21 January: Wurlitza
Returning to The Old Chapel after two successful shows in the past, Wurlitza deliver so much more than a soundtrack to silent films. Their choreography, split second timing and hours of rehearsal combine to deliver a unique cinematic and musical experience. Blending old and new, classical, jazz, pop and more, Wurlitza cross genres and defy convention.
Their latest film is the The Kid: A life-affirming love story between a tramp (Charlie Chaplin) and his adopted son (Jackie Coogan). Originally advertised as “six reels of joy”, The Kid broke all barriers of convention, being the first film to combine dramatic action, a strong storyline and slapstick comedy. It was Chaplin’s first feature length film as a director and became the second-highest grossing film of 1921.
Their soundtrack for the Kid includes music by David Bowie, Sham 69, The Beatles, Nick Lowe, Django Reinhardt, Debussy and Chopin.
In a departure from Wurlitza’s usual hard hitting films, The Kid is completely suitable for all ages. Wurlitza will be accompanying The Kid with another comic short film.
Chaplin’s story is one of rags to riches; as a child he spent time in London workhouses and lived for a while on the streets after his mother was admitted to an assylum. Chaplin’s difficult early start made him a man of enormous compassion.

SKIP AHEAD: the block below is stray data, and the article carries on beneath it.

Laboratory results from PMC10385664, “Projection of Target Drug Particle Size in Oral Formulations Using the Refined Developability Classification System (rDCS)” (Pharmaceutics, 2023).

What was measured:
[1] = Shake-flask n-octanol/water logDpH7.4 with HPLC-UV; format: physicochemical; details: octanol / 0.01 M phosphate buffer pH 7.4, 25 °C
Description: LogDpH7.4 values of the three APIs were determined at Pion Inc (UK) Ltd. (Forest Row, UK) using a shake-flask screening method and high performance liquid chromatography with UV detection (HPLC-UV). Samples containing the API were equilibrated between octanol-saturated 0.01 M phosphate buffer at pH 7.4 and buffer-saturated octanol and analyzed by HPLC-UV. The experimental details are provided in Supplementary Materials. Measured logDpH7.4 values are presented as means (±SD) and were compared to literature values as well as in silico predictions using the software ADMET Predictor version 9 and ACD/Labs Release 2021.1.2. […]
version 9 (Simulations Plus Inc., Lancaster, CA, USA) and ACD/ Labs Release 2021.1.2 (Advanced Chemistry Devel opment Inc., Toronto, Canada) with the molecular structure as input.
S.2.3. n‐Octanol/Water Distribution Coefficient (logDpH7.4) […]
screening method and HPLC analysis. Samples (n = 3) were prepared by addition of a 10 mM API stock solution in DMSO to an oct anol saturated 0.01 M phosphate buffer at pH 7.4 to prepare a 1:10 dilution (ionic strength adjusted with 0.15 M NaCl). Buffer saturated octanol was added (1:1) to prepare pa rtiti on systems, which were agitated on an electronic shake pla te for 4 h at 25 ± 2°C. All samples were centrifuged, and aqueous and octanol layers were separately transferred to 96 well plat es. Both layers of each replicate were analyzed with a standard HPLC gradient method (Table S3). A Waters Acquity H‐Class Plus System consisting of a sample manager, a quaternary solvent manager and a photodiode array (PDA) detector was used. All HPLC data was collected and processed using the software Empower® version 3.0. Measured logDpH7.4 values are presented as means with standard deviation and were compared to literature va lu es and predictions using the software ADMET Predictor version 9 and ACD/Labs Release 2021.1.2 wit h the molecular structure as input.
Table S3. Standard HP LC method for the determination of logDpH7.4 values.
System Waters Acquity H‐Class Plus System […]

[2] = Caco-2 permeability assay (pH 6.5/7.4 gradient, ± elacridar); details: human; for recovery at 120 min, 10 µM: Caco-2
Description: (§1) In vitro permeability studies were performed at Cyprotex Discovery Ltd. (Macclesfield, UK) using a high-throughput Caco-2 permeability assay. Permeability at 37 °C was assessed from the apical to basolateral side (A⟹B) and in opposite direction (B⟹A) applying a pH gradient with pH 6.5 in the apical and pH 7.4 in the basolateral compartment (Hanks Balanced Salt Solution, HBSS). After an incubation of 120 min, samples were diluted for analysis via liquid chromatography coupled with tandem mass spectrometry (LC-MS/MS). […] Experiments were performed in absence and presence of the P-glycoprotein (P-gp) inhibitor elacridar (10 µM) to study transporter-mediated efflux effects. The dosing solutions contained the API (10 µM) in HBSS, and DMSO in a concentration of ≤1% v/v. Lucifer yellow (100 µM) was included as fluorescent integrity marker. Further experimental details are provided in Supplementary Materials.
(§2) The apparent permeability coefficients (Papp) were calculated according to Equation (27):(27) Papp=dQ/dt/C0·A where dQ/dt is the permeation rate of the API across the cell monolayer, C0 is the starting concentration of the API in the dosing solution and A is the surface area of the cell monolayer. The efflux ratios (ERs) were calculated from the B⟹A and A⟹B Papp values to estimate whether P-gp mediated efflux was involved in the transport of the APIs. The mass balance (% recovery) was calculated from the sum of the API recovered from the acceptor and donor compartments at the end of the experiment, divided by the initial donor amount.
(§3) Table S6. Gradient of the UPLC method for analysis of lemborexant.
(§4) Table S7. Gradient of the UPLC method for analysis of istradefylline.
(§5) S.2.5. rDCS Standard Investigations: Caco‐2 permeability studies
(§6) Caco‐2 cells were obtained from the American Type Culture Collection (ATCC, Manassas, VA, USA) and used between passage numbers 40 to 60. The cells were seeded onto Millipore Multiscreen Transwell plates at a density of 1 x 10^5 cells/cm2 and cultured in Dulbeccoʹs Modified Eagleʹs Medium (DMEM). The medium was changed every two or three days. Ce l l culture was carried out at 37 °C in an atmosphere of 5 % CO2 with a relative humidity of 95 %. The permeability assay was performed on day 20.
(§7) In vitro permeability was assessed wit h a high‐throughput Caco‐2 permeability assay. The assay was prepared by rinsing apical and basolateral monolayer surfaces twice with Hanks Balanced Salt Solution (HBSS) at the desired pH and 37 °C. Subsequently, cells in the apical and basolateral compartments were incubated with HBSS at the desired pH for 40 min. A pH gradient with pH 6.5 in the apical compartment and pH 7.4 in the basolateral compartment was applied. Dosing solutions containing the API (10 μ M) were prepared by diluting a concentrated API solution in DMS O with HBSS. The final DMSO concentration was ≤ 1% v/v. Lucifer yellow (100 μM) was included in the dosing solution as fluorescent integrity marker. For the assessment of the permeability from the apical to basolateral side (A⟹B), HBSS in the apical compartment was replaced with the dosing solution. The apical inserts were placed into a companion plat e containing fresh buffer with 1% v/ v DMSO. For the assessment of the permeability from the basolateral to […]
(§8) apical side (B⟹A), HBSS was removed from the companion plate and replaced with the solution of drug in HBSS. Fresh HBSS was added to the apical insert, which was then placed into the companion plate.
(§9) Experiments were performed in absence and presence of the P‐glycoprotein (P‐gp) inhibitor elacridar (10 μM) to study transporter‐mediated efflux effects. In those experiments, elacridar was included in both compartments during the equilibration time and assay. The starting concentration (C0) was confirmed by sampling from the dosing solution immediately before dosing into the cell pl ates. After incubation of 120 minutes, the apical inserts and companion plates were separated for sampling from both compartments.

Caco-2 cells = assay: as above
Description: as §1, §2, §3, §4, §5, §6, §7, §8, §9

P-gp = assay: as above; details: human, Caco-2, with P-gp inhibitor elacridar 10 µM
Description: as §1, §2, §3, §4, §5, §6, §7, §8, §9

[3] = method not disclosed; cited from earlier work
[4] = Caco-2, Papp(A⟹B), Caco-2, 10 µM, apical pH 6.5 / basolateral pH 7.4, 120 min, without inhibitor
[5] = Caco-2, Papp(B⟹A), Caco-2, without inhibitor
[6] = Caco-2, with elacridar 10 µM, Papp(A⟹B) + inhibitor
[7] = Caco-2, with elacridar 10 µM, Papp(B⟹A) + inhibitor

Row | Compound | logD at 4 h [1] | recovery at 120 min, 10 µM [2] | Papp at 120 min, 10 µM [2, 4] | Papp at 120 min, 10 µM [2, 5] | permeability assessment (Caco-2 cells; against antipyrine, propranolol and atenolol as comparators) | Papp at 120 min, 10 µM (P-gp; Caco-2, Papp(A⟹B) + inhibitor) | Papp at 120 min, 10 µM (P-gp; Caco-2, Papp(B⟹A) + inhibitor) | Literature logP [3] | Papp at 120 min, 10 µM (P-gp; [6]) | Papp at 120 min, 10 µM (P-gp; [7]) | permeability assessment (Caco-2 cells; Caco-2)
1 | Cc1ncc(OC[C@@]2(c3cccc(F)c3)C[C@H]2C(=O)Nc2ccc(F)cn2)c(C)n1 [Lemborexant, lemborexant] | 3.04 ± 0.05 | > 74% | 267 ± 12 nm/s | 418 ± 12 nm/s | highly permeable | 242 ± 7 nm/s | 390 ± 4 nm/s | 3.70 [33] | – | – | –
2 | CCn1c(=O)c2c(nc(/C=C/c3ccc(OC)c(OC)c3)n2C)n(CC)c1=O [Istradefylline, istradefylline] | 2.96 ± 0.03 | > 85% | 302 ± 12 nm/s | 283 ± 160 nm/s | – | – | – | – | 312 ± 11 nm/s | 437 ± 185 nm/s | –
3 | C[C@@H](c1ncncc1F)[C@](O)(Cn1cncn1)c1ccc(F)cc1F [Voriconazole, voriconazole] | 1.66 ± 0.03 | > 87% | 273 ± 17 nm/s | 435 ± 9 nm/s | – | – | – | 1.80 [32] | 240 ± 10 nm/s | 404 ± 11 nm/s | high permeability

Much of the magic of the film is the chemistry between Charlie Chaplin, and the astonishingly precocious Jackie Coogan, which is a delight to watch.
Jackie Coogan became the child star of his generation, earning over three million dollars, which would have been due to him on his 21st birthday. However, five months before he came of age his father died in a car crash, of which Jackie was the only survivor. His money was frittered away by his mother and step father, leaving him nearly penniless. This led to a law suit that resulted in the passing of the Coogan Act, that protects the earnings of child actors.
Jackie Coogan continued his successful acting career as an adult, later being cast as Uncle Fester in the Adams Family.
“Why does Wurlitza work? Because they bring magic. And that is never a bad thing.”
“I would travel to another continent to see Wurlitza.”